Disagreement within the Obama administration over reshaping U.S. financial regulation flared on Tuesday, with top bank regulators defending their turf against key parts of a plan to overhaul bank supervision.

The officials' defiance, voiced before the Senate Banking Committee, came despite a stern warning from Treasury Secretary Timothy Geithner on Friday about the need for administration officials to line up in support the White House's program.

In expletive-laced remarks at a private meeting, Geithner urged regulators to end turf battles and support President Barack Obama's plan, said a person familiar with the matter.

Discord within the administration, not to mention clashing viewpoints in Congress itself, signal a difficult road ahead this year for Obama's push to tighten oversight of banking and capital markets, spurred by the worst financial crisis in decades.

Without more agreement, it's hard to see how comprehensive financial regulation reform happens in 2009, said Joseph Engelhard, senior vice president at investment research firm Capital Alpha Partners, in Washington, D.C.

Congressional aides said the administration should have spent more time whipping its own troops into agreement before sending a financial reform package to Capitol Hill, especially with healthcare and climate change issues also in play.

Obama is calling for creating a national bank supervisor by merging the Office of the Comptroller of the Currency (OCC) and the Office of Thrift Supervision (OTS). He wants to leave state bank supervision to the Federal Deposit Insurance Corporation and the Federal Reserve, although some lawmakers are discussing changes in this area, as well.

Geithner's persuasion session on Friday with top financial regulators seemed to have made little impression.

We do not support the administration's proposal to establish a new agency, the National Bank Supervisor, by eliminating the Office of the Comptroller of the Currency ... and the OTS, John Bowman, acting director of the OTS, told the banking committee.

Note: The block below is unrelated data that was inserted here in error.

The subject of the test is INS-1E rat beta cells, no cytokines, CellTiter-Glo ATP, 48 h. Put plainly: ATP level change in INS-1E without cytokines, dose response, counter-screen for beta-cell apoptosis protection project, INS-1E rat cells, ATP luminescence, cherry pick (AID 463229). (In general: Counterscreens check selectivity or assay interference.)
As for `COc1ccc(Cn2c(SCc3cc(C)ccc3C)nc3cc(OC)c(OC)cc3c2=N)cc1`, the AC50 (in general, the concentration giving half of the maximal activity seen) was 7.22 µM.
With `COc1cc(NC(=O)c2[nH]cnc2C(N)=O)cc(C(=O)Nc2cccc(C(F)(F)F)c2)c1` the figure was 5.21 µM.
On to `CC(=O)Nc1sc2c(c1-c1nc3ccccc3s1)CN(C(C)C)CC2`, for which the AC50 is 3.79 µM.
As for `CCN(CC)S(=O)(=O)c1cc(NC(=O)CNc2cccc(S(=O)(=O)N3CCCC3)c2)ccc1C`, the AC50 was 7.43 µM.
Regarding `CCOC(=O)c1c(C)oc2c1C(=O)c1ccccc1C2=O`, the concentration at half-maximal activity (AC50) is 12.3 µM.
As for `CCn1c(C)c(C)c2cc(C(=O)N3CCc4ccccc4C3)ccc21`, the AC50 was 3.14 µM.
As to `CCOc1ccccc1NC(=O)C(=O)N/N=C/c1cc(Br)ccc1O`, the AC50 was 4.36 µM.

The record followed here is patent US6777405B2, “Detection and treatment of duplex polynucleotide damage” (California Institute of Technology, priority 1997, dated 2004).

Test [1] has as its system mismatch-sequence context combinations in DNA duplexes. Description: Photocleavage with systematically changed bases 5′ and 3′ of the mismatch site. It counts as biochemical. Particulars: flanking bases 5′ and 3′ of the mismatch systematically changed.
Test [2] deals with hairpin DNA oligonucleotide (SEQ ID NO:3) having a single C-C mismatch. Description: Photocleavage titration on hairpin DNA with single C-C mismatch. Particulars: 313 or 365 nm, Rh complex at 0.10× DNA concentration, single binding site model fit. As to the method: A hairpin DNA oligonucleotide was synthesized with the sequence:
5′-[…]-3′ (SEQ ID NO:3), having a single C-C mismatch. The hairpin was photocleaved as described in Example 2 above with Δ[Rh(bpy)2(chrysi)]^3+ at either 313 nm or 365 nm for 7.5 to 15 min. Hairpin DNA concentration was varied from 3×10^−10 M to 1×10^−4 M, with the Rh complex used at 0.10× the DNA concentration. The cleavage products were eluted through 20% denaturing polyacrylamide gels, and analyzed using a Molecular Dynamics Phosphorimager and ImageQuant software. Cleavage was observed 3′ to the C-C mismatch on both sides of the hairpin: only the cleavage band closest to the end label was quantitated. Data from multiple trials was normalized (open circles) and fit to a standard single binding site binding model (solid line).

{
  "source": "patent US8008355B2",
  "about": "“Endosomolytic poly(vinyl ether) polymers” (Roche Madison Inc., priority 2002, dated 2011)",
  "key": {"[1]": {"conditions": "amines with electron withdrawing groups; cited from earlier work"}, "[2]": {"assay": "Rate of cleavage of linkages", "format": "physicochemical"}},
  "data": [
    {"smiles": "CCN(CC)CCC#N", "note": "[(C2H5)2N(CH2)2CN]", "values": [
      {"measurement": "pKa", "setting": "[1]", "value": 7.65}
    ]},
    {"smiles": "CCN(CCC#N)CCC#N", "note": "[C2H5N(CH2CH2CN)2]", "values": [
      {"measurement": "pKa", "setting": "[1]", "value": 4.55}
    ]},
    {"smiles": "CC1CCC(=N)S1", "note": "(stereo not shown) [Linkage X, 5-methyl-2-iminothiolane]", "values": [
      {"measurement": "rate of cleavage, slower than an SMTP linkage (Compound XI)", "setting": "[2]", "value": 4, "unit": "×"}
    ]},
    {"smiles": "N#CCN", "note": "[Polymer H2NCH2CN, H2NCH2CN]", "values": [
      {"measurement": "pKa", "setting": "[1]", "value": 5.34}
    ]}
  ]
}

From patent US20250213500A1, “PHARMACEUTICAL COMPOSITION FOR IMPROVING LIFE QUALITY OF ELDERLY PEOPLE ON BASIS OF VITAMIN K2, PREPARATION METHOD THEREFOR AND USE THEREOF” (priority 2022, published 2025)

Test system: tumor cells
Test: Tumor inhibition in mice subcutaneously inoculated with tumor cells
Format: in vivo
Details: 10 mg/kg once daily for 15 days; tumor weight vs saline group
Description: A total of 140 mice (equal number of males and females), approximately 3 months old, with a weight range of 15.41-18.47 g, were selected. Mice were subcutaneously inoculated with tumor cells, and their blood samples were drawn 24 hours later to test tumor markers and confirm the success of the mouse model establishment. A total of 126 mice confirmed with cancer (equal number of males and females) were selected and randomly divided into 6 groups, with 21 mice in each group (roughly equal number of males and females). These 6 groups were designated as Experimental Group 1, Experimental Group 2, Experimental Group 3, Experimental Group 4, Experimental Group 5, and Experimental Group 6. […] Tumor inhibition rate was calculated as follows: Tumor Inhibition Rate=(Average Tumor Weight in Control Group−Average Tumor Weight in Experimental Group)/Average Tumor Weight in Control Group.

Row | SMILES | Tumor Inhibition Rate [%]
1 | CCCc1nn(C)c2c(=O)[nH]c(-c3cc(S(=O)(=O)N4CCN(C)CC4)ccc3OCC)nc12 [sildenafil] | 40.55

The OTS does not support the provision in the administration's proposal to eliminate the thrift charter, he added.

FDIC Chairman Sheila Bair voiced support for merging OCC and OTS, but resisted more bank oversight centralization.

There is a profound risk of regulatory capture if you collapse it all into one agency, Bair said. We think having multiple voices can actually strengthen regulation.


With the economy in deep recession, the administration is trying to modernize a regulatory system set up largely in the 1930s, partly by consolidating duties now spread across many agencies. But the reform plan has met widespread resistance, not only from banks, but also from their government watchdogs.

Some might argue there's a bit of turf protection here. That's natural, said Democratic Senator Charles Schumer.

But he and Senate Banking Committee Chairman Christopher Dodd, both Democrats, said at the hearing that Congress and the administration should be looking at the big picture.

Our job here is not to protect regulators, Dodd said.

Do we really need three federal agencies to regulate banks? he said.

Senator Richard Shelby, the committee's top Republican, said, however, that regulators should not stop criticizing the administration's reform plans. He said he hoped regulators would not be swayed by Geithner's tirade. ... Your honesty and your candor are very important.

The White House plan would also create a Consumer Financial Protection Agency (CFPA) and charge the Fed with monitoring systemic risk in the economy, both major regulatory changes.

John Dugan, comptroller of the currency, said the Obama plan would give the Fed the right to override the views of other regulators on supervising very large banks, which would undermine the authority -- and the accountability -- of the banking supervisor.


Comments like these marked a stiffening of regulators' opposition to portions of Obama's plan, which still faces many more months of debate in Congress.

At a tense, hour-long meeting on Friday, Geithner told Bair, Federal Reserve Chairman Ben Bernanke and the chairman of the Securities and Exchange Commission, Mary Schapiro, to end recent public criticism of the administration's plan and stop airing concerns over their potential loss of authority.

Treasury spokesman Andrew Williams said the Friday meeting was to tell regulators that we should work together to get reform done, and focus less on protecting turf.

If that message doesn't register and financial reform grinds to a halt later this year in the Senate as a single piece of legislation, it might be broken up, especially if other Obama reform efforts fizzle, Engelhard said.

If healthcare reform breaks down, I would say there's a greater than 50 percent chance that some element of financial regulation reform, such as derivatives reform, will pass in the Senate to show that the Obama administration is making progress, he said.

(Additional reporting by David Lawder and Karey Wutkowski in Washington, and Jonathan Stempel in New York; Editing by Leslie Adler)